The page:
Students get a taste of protest at G-20 summit from blockades, tear gas and rubber bullets

Police in riot gear, people pushing and shoving and running, a helicopter hovering overhead, chaos, bedlam, and disorder.

These words paint a harrowing picture and would not be the first to come to mind when one hears the words “peaceful protest.”

This was the reality that met those who arrived to protest the G-20 summit in Pittsburgh on Sept. 24. Four Eastern students were among the protesters.

Juniors Stephanie Ciner and Katy Slininger, first-year Valerie Woodhouse and sophomore Timothy Wotring left Eastern’s campus at 5 a.m. Thursday morning and arrived in Pittsburgh around 11:30 a.m.

“I was protesting the assembly of the G-20 and how undemocratic it is,” Wotring said. “When a small group of people are telling the world what to do, we have a problem. Centralized power equals corruption in my mind.”

The students met in Arsenal Park several miles from downtown Pittsburgh along with several hundred likeminded radicals, but they were met with resistance when the march began.

“The police were on bikes, lined up outside the entrance shoulder-to-shoulder,” Ciner said. “We couldn’t just leave the park–we had to climb over a stone wall to get down.”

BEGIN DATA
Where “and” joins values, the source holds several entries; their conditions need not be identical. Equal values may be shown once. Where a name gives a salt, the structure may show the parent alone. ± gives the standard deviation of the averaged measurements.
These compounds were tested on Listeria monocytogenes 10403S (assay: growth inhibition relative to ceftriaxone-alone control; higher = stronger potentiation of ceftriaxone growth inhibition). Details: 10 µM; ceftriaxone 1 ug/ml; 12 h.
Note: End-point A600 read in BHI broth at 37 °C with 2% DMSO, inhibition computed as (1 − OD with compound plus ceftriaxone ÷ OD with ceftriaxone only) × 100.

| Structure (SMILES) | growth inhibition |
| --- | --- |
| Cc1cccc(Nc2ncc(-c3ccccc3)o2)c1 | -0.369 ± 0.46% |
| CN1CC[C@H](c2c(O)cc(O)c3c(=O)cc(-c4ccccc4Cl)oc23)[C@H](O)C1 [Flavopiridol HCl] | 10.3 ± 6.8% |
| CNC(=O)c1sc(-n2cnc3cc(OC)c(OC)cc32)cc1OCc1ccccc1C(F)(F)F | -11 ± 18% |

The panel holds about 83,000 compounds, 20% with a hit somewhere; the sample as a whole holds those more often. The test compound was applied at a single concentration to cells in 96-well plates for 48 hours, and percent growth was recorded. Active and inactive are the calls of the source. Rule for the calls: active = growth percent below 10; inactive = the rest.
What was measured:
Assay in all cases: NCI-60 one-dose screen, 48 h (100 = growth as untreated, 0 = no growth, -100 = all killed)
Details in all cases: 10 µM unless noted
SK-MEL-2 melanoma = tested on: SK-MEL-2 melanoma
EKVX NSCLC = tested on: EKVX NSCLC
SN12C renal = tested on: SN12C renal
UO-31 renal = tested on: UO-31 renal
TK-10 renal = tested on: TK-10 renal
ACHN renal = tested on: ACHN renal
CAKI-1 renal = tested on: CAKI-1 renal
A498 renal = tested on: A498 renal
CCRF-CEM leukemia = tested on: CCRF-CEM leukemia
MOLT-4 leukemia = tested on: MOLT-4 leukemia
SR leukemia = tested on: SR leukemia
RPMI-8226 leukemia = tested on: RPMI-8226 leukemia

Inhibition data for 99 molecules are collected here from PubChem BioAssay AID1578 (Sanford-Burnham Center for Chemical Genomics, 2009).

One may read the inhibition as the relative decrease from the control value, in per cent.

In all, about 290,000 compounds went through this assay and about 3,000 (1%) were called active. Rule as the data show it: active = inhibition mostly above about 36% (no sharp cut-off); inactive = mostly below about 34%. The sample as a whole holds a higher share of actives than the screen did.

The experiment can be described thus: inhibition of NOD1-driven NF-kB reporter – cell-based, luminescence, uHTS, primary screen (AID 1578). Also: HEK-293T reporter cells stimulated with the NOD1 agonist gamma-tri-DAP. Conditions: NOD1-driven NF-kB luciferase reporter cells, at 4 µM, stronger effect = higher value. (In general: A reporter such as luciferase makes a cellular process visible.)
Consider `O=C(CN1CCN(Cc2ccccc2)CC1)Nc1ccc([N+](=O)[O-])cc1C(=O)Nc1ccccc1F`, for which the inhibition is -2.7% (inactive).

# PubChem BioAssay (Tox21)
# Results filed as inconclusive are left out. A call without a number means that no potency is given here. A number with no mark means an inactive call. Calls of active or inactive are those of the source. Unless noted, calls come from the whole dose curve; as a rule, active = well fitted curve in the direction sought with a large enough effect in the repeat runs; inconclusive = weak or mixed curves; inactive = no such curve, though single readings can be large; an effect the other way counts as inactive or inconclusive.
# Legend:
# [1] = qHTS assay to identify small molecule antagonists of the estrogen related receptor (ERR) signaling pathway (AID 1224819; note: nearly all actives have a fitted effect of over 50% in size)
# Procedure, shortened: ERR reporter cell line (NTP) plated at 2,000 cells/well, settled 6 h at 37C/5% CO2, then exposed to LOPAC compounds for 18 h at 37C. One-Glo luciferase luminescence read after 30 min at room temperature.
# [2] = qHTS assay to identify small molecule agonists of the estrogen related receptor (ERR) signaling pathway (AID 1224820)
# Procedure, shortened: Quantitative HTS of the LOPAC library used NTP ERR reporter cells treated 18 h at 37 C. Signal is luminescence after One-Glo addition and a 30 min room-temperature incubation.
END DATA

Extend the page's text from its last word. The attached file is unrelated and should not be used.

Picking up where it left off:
Once they got out of the park, the students still had problems getting to their desired location. “We didn’t get very far and we didn’t get anywhere near the G-20,” Wotring said. “I felt great until they said they were going to start using force.”

Blocked by police at every turn, the protesters were unable to get close to the meeting place, but were still able to get a message across. Trapped in an alleyway at one point, the students were tear-gassed.

“When my eyes started to burn I started wondering, am I really in Pittsburgh?” Ciner said. “I was fleeing the police with a bandana over my face – it was very surreal and really hard to figure out what was happening.”

For some protesters, the tear-gas was not enough to make them stop.

“We left around the time they started shooting people with rubber bullets,” Slininiger said.


Some wonder why they were there if nothing was accomplished. However, the students have no doubt they were a part of something meaningful.

“I did not expect that our protest would have any effect on the G-20, but I want to demonstrate that there are people who still care about these issues–about human rights and poverty and environmentalism,” Ciner said. “We have a constitutional right to peacefully assemble and petition our leaders. They were there making decisions for the 6.7 billion in the world – where do we fit in there?”

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